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April 18, 2015

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Dynasty hotel-casino could open in Las Vegas by 2015


An artist’s rendering of the proposed Dynasty Hotel & Casino.

Clark County commissioners have green-lighted plans for a new 26-story hotel-casino on Flamingo Road.

Currently home of the Fortune Hotel & Suites just west of Paradise Road, the plot of land between the Tuscany and the recently fire-damaged Key Largo could be transformed into The Dynasty Hotel & Casino as soon as 2015.

While the property has never offered gaming in the past, the county’s approval entered Las Vegas Lucky Investments LLC into to the state-approved Gaming Enterprise District, allowing it to apply for a gaming license and open a 100,000-square-foot casino.

Las Vegas Lucky Investments bought the property in March 2012 for more than $11 million, according to Clark County records.

But Shuiyan Cheng, the company’s owner, declined an interview for this story, saying it’s too early to comment.

Greg Borgel, a planning consultant from Moreno & Associates working on the project, said the resort will bring 2,000 construction jobs and 1,400 permanent jobs to the area.

That contribution was a selling point for Commissioner Mary Beth Scow.

“I think this is an exciting project,” Scow said. “I think that it’s a boom to this area and an improvement to the economy.”

And plans for the resort might grow before construction starts.

Las Vegas Lucky Investments originally applied to build a 30-story, 794-room resort. But given the property’s height and proximity to McCarran International Airport, the Federal Aviation Administration denied the application and limited the tower to 26 stories.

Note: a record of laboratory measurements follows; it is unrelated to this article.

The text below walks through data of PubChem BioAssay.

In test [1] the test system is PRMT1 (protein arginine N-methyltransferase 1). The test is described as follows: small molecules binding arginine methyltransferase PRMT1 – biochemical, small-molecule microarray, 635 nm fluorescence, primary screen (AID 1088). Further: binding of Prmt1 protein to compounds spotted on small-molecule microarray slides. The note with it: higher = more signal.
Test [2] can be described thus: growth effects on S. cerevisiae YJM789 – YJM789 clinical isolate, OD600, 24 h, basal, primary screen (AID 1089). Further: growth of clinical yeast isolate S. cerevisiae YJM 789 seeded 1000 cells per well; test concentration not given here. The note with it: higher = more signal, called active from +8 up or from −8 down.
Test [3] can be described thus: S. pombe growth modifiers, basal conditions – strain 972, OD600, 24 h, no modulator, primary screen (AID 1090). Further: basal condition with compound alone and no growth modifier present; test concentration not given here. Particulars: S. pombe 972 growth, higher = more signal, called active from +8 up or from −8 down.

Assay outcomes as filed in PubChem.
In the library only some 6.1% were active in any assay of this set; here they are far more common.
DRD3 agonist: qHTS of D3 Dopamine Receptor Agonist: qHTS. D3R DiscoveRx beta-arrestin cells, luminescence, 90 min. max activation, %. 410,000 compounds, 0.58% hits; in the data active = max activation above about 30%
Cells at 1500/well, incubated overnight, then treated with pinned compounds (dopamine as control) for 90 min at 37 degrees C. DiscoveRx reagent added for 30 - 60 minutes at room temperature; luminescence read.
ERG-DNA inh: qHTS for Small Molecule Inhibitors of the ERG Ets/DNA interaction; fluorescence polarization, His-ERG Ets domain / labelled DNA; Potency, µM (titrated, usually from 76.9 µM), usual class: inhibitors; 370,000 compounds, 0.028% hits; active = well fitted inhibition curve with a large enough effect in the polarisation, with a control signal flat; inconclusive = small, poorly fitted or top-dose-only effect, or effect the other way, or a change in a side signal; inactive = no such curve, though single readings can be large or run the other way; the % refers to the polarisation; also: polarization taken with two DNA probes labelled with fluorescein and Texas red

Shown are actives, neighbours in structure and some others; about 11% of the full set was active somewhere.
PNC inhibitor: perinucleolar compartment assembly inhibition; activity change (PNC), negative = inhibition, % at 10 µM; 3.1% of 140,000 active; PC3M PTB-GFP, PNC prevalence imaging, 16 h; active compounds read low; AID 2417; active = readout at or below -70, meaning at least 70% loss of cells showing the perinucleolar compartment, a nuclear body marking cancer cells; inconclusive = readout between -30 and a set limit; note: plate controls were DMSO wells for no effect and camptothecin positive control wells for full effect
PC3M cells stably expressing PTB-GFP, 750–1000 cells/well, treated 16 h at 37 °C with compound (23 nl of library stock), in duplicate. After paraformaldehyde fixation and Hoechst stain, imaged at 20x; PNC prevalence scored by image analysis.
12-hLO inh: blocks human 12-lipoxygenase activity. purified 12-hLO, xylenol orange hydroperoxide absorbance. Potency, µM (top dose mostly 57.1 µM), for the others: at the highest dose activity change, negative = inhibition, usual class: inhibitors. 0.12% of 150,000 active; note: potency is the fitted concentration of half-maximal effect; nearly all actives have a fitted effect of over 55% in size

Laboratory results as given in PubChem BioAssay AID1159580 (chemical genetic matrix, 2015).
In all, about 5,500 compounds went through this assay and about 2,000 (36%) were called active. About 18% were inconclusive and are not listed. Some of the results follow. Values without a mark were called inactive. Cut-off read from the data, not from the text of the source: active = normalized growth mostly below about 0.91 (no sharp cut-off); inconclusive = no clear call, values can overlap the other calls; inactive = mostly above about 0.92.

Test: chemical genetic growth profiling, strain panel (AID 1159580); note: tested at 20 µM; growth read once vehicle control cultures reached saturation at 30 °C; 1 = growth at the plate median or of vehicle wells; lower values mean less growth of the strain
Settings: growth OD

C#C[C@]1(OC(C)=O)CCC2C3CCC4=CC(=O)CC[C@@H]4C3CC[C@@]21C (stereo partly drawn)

The company plans to appeal for a taller building to build more rooms but, Borgel said, there are other options if that fails.

“We can build another tower at the approved height and make up for those lost rooms,” he said.

Regarding the name, Borgel said, Dynasty does not reflect a Chinese resort theme similar to Resorts World Las Vegas. It reflects the company’s Chinese ownership.

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  1. Please correct me if I am missing the obvious and do not know Nevada law-but this is not on a property that is licensed for gaming. With the Key Largo site down the street (as well as the Moulin Rouge in Las Vegas and the Showboat out on Boulder) it appears they are attempting to buy real estate on the cheap and then get gaming approval through the back door. Expect lawsuits lasting for 10 years on this issue.